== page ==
The effects of acid concentration, reaction time, and temperature in a microwave reactor on recovery of CCA-treated wood were evaluated. Extraction of copper, chromium, and arsenic metals from chromated copper arsenate (CCA)-treated southern pine wood samples with three different acids (i.e., acetic acid, oxalic acid, and phosphoric acid) was investigated using in microwave reactor. Oxalic acid was effective in removing 100% of the chromium and arsenic at 160°C and 30 min., and acetic acid could remove 98% of the copper and arsenic at the same conditions. Oxalic acid greatly improved the extraction efficiency of arsenic and chromium when time was prolonged from 10min. to 30min. Acetic acid also showed improved ability to remove arsenic and copper when the reaction temperature was increased from 90°C to 160°C.
Preservative-treated wood products are well known to significantly prolong service life, and thereby extend the forest resource and enhance its sustainability. Inevitably, large volumes of preservative-treated wood are decommissioned each year. It is estimated that about 3-4 to 12 million tons of spent preserved wood will be removed from service in the United States and Canada in the next 20 years (Kazi and Cooper, 2006). Disposal of the spent CCA-treated wood has become a major concern because of its residual toxic components, particularly arsenic and chromium. Conventional waste disposal options for spent preserved wood, such as burning and landfilling, are becoming more costly or even impractical because of increasingly strict regulatory requirements (Townsend et al., 2004). The burning of treated wood can be extremely dangerous and even more so when the wood has been treated with CCA. Studies have shown that burning of preservative–treated wood waste emits highly toxic smoke and fumes in the environment (Solo-Gabriele, 2002). In the case of landfills, studies have shown that CCA3 compounds can be gradually leached out (Townsend, 2005; Moghaddam, 2008). Moreover, there is concern regarding landfill capacity. Therefore, there is an urgent need for developing techniques for recycling CCA-treated out of service wood. Several chemical methods have been proposed to extract the metals from CCA-treated wood. Solvent extraction can dissolve the preservatives and partially remove them from the wood. The used of acid extraction to remove CCA components from wood has been extensively studied (Kartal and Clausen, 2001; Son et al., 2003; Clausen, 2003; Clausen, 2004; Gezer, 2006; Kakitani 2006; Kakitani 2007). One of the advantages for acid extraction is based on its potential ability of reversing the CCA fixation process, thereby converting CCA elements into their water-soluble form (Kartal and Clausen, 2001). However, among the disadvantages of this recycling method are the huge amount of chemical solvents used and the long duration of the process. The prevailing treatment times reported ranged from 16 h for sawdust (Clausen and Smith, 1998) to 24 h for chips (Kartal and Clausen, 2001), which are considered to be major factors hindering commercial development. Therefore, to develop an economically viable industrial process, the focus of our study was on treatment time and acid concentration. Thus, the time saving potential of microwave heating led us to its application with acid extraction. The specific objectives of this study were to: (1) develop a new CCA recovery system based on the application of microwave energy, and (2) optimize reaction time, temperature, and acid concentration for the process.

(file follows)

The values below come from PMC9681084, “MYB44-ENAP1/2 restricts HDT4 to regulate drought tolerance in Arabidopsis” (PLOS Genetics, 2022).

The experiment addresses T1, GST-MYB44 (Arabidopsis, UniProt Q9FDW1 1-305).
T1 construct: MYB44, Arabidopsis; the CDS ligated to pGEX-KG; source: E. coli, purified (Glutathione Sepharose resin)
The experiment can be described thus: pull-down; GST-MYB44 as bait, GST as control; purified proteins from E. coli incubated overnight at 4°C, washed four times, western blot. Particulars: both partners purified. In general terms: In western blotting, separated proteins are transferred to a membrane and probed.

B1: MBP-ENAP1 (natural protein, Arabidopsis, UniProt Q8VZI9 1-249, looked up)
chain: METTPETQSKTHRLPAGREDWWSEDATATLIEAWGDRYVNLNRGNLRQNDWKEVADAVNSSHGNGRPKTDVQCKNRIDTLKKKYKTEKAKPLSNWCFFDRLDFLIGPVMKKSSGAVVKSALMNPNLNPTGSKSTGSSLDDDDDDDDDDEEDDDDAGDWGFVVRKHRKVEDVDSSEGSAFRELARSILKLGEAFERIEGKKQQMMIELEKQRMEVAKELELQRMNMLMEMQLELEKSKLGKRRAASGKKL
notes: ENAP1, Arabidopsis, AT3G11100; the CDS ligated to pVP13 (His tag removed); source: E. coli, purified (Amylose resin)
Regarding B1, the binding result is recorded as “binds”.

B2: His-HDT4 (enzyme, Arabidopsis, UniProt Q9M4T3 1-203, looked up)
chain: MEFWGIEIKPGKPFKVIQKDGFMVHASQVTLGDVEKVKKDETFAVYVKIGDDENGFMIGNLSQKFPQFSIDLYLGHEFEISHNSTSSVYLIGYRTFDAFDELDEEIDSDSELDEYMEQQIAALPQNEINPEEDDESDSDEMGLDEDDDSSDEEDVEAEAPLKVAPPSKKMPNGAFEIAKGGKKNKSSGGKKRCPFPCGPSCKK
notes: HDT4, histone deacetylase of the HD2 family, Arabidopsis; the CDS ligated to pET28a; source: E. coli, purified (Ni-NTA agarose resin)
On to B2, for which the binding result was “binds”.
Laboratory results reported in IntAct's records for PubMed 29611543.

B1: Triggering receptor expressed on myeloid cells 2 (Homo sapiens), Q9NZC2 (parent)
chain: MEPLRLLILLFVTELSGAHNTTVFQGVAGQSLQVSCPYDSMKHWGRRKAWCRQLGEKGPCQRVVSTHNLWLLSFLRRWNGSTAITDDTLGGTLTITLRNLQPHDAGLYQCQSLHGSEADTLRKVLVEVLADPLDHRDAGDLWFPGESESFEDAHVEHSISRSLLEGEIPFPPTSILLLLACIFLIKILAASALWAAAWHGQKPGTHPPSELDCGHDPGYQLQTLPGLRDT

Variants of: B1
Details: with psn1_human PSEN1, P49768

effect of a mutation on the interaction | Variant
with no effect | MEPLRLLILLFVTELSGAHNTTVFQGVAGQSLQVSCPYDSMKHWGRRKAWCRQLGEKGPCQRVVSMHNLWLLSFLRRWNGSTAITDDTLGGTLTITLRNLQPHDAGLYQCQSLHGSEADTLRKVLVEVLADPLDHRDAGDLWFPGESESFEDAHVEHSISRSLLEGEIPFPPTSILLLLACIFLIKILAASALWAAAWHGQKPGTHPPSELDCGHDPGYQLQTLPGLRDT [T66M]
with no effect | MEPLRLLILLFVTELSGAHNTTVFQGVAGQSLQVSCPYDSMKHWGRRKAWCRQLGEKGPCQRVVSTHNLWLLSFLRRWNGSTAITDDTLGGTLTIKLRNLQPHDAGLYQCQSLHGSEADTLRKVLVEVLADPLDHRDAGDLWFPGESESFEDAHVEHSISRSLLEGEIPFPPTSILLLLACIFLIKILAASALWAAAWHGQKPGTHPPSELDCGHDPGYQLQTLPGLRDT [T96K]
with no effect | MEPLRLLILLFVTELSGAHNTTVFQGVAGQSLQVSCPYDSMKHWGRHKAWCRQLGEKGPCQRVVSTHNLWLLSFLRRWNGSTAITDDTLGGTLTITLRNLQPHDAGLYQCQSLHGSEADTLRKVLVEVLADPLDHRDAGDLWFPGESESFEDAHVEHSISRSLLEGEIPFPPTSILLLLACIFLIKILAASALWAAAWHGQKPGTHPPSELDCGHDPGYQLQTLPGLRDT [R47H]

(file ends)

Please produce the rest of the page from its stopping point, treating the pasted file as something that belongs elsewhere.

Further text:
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Meet the Author
Dr. Todd Shupe is the President of Wood Science Consulting, LLC. He is a well-recognized expert on wood forensics, wood preservation, wood decay and degradation, and wood species identification. He has a broad background in new product development, quality management, and marketing and sales in both the public and private sectors. For more information please visit DrToddShupe.com.
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